Kentucky Agriculture Commissioner Richie Farmer is denouncing proposed international rules that would unfairly target Kentucky growers and could cripple a substantial portion of Kentucky's economy.
Commissioner Farmer joined members of Kentucky’s congressional delegation and fellow agriculture commissioners from other tobacco-growing states in opposing proposed World Health Organization regulations that would ban ingredients other than tobacco in cigarette production.
Burley tobacco becomes harsh-tasting during the curing process, so manufacturers add flavors to make cigarettes made with burley more palatable to smokers. A global ban on such additives in effect would eliminate the market for Kentucky-grown burley, Commissioner Farmer said.
"We’ve made great strides to diversify Kentucky agriculture in recent years. Yet still today, thousands of Kentucky farmers rely upon burley to provide the income that feeds their children and pays their bills," Commissioner Farmer said. "If the current proposal is adopted as is, many Kentuckians could lose their farms, and many more could lose their jobs."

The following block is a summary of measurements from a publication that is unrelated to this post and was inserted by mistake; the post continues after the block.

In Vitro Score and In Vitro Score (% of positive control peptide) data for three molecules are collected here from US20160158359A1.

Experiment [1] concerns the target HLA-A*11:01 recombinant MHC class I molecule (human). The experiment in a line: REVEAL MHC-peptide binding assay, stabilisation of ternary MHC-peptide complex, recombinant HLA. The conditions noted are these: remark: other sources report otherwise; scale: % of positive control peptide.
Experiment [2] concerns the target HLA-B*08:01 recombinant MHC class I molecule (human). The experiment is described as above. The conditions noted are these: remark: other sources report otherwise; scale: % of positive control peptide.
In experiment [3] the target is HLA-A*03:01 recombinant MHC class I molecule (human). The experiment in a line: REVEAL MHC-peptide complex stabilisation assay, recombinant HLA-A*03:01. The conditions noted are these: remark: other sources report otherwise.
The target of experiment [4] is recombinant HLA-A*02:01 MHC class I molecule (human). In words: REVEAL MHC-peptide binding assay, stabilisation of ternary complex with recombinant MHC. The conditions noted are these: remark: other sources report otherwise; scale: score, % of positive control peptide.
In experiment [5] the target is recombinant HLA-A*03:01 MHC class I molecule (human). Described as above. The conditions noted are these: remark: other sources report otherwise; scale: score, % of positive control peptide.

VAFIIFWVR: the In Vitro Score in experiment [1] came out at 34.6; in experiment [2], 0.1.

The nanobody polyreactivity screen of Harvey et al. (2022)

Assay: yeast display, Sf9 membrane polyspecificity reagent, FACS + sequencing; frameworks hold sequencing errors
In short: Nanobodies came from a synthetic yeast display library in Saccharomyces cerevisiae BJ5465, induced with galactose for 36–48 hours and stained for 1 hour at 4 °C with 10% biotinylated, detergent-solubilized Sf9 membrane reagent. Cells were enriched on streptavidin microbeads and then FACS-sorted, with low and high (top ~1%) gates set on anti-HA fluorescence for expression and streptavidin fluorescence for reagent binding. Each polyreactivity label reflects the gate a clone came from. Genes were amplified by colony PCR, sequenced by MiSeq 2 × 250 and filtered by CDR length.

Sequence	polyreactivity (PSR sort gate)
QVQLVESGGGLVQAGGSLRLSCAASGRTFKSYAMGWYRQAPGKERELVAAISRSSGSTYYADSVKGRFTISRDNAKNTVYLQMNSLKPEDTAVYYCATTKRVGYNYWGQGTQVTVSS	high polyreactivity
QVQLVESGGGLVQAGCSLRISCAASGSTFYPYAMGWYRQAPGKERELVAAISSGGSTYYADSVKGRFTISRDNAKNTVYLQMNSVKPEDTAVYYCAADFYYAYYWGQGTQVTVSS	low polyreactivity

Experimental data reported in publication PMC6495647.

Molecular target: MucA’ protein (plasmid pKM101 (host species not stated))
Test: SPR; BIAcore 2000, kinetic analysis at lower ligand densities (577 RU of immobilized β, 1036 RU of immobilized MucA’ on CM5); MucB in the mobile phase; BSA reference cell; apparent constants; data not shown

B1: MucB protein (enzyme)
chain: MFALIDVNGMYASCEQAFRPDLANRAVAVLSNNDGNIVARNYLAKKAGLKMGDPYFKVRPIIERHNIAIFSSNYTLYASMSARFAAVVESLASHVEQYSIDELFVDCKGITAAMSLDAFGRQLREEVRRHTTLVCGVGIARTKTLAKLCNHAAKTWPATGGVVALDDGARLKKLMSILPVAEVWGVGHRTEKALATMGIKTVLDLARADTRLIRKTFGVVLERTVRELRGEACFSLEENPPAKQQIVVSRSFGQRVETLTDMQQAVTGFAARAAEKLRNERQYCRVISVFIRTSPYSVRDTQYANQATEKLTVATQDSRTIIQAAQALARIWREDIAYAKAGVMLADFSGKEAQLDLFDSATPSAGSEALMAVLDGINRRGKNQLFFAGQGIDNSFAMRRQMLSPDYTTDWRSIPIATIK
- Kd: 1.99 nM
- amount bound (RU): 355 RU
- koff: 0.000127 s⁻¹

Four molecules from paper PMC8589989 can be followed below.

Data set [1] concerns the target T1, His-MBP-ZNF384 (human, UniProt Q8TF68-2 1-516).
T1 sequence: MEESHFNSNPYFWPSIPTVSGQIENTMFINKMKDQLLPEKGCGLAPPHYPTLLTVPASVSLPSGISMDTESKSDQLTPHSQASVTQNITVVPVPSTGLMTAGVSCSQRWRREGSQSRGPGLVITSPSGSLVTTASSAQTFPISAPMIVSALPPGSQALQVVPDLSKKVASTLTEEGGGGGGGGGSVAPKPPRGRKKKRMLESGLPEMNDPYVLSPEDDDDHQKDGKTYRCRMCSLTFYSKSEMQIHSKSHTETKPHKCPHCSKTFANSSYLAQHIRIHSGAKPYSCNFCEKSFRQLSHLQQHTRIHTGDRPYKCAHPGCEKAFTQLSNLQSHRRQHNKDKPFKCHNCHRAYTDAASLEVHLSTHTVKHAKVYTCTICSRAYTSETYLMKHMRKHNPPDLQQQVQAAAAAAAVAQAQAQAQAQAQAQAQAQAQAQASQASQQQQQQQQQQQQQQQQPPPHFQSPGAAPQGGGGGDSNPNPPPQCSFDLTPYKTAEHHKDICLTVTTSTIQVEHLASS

The Commissioner noted there is little evidence that the proposed rules would reduce cigarette consumption. “Foreign manufacturers would probably just shift to another variety of tobacco,” Commissioner Farmer said. “I do not believe that damaging Kentucky's economy in exchange for a negligible health benefit makes sense."
Commissioner Farmer said the new rules, if enacted, would make Kentucky’s continuing efforts toward diversification more difficult because it would wreck a large share of the Commonwealth’s farm economy, forcing many farms to go out of business before they are able to find a replacement for burley.
Kentucky is the largest burley-producing state in the nation with more than 161 million pounds grown in 2009, according to the Kentucky office of the National Agricultural Statistics Service. The 2009 burley crop was valued at more than $274 million. The most recent Census of Agriculture said that 8,113 Kentucky farms grew burley tobacco in 2007.
Exports account for about 80 percent of U.S. burley use. Exports of all Kentucky tobacco in 2008 were valued at more than $331 million, according to NASS.